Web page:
As I wrote in my latest book, When She Makes More, the partner who makes less (or no money) deserves a central and active seat at the table. They should have a say in how household money is spent, saved and invested. Any resistance from the main breadwinner is a red flag in my opinion.

There are other ways you can stay financially active. Conduct routine budget meetings with your spouse. Check monthly bank statements and credit reports. Contact financial planners and accountants and review all tax records.

2. Understand the financial tradeoffs

Is home parenting a step you can afford? As a finance advocate, I always tell people to check the numbers. If you don’t earn a paycheck, you not only lose income – you lose the compound growth of that income as well as future retirement savings. For example, a 32-year-old woman who makes $60,000 a year and stops working for five years to become a housewife will lose $300,000 in wages, as well as another $400,000 in lost wage growth and pension payments for a total over $700,000. This calculator from the Center for American Progress helps parents understand the long-term costs of full-time care.

For some, the math will make them stop and reconsider. For others it will make no difference. My insistence on weighing those long-term financial implications has rubbed some people the wrong way. This summer I received an angry email from a stay-at-home mom who had been listening to my podcast on the subject. “I choose to sacrifice for my children, not at the altar of financial success,” she wrote.

To be clear, my argument is Not that money is more important than children. My main point is that our choices have trade-offs. As with any financial decision, it’s important to understand the costs and approach them with an open mind.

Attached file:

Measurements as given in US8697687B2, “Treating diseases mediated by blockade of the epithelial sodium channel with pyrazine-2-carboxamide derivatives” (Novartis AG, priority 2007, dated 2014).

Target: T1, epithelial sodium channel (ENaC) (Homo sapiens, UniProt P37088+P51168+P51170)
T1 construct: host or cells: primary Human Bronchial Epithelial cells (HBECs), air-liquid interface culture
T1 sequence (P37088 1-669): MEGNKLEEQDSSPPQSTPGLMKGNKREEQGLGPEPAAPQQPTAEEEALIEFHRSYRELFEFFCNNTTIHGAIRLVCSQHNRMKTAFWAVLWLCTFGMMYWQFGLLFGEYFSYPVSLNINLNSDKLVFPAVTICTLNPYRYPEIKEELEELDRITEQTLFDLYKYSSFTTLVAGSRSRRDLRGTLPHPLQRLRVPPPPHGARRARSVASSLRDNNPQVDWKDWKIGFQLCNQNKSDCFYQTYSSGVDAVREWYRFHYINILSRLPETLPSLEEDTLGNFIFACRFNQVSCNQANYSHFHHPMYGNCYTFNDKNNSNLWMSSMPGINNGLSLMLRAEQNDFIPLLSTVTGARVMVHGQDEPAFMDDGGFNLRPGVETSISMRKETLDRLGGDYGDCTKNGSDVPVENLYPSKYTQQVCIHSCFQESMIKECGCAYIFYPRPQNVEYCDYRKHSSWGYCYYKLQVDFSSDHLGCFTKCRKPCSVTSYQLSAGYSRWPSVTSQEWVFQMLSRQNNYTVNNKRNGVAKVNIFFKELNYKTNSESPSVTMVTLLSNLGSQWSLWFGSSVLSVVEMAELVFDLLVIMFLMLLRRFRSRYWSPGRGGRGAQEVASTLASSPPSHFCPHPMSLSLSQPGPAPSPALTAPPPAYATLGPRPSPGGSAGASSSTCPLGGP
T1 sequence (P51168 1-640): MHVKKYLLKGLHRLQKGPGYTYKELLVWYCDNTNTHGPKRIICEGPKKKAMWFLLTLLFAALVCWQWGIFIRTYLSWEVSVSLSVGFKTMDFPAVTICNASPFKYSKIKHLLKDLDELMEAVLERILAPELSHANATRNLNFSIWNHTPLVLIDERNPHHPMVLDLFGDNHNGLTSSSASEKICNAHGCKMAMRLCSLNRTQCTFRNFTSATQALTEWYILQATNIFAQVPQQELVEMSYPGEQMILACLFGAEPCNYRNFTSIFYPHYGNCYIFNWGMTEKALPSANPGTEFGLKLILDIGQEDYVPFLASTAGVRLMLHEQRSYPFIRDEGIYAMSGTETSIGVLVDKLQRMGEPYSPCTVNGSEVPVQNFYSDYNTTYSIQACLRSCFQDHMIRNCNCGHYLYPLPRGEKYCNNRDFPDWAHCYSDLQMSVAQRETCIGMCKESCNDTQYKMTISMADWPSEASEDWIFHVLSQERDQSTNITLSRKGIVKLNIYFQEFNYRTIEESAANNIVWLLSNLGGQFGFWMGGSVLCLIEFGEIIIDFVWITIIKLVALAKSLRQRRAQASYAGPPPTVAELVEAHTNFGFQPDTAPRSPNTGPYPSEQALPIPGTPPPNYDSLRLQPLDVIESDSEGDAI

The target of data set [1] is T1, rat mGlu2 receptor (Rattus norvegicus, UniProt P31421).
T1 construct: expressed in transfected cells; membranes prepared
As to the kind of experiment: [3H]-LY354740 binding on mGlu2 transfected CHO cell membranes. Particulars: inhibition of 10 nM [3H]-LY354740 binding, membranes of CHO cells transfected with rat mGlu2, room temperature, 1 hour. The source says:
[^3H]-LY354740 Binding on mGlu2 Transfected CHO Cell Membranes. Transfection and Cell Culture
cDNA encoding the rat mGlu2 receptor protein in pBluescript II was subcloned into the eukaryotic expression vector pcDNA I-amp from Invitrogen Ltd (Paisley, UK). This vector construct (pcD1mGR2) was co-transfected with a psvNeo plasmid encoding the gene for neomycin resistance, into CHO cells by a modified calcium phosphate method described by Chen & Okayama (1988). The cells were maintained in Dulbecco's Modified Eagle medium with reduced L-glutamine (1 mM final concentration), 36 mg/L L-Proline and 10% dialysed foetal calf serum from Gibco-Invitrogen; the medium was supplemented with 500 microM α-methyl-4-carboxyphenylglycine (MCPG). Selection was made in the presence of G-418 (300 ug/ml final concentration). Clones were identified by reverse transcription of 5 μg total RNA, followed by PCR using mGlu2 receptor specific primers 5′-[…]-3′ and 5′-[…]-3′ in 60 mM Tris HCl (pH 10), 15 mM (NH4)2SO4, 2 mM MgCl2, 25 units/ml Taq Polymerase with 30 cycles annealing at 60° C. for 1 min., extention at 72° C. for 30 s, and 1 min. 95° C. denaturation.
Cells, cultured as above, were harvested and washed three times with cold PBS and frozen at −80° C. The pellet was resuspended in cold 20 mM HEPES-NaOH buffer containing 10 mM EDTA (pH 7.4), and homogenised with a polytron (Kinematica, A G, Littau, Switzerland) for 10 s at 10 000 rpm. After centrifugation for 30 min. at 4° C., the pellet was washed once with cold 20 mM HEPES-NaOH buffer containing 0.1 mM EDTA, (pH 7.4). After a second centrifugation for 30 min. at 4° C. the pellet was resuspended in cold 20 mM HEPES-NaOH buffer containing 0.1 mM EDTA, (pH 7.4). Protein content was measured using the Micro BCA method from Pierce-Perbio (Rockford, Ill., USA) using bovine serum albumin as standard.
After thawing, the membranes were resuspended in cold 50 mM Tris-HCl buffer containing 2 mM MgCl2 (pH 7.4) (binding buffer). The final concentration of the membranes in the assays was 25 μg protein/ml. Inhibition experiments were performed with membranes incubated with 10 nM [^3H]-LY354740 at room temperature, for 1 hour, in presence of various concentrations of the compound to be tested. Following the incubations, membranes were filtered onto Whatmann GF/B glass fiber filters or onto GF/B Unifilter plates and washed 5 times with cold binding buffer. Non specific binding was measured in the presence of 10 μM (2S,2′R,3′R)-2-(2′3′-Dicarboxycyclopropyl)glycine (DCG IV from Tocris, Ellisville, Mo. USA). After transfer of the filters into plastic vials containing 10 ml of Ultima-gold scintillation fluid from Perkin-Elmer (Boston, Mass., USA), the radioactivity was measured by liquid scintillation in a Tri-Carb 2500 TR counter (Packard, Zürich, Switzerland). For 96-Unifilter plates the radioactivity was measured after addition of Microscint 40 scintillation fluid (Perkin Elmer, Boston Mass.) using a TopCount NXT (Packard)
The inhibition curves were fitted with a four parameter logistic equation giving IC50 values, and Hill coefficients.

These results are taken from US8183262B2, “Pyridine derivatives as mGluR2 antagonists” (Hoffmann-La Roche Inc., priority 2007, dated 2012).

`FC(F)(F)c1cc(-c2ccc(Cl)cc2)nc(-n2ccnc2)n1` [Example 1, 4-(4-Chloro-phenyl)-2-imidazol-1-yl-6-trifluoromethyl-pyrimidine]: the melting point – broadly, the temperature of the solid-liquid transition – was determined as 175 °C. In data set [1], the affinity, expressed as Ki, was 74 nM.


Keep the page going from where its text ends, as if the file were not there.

3. Have your own financial profile

Investing your own money — either through a part-time job or by taking an allocation from your spouse’s income and putting it into your own account — can ensure some financial independence as a stay-at-home parent, experts say.

According to Tracy Coenen, a forensic accountant who has worked on many divorce cases, having your own money is crucial during a marriage and in the event of a divorce. “You need to be able to make some autonomous spending decisions,” she recently said on my podcast. “It’s also important because if the marriage ever goes wrong, you need to have a source of money to pay a lawyer, to file for divorce, possibly get your own apartment, and support yourself.”

One of the most heartbreaking things Coenen sees during a divorce is when the working spouse cuts off the stay-at-home parent. No one should feel trapped in a marriage because they don’t have the resources to survive on their own, she said.

In this sense, a personal credit card ensures that the non-working partner has access to their own emergency line of credit in the event of a breakup. And it’s better to apply right away, Coenen said, “as long as you have your spouse’s earnings to help you qualify for this credit card.”

4. Have a plan for getting back into work

If you’re a stay-at-home parent, it’s a good idea to prepare for re-entering the workforce later on. In her book Off Ramps and On Ramps, author Sylvia Ann Hewlett found in her research that a large majority of women who leave the labor market want to return to their jobs and careers at some point.

Regardless of why you want to return to the workforce — whether it’s because you’ve changed your mind or your kids are grown — one of the best ways to prepare is to invest in your education and skills. This will increase your chances of meeting the qualifications and getting hired. You can learn in your free time through free online programs and courses, and stay connected in your field through networking, social media, and LinkedIn.

Or you can do what Sabrina, my podcast listener, did. She invested time and money during her marriage to earn a master’s degree in mental health, which took her seven years, while also taking care of the chores at home. Now she is in a position to end their relationship with some professional momentum and hopes to establish a practice and get a return on the investment.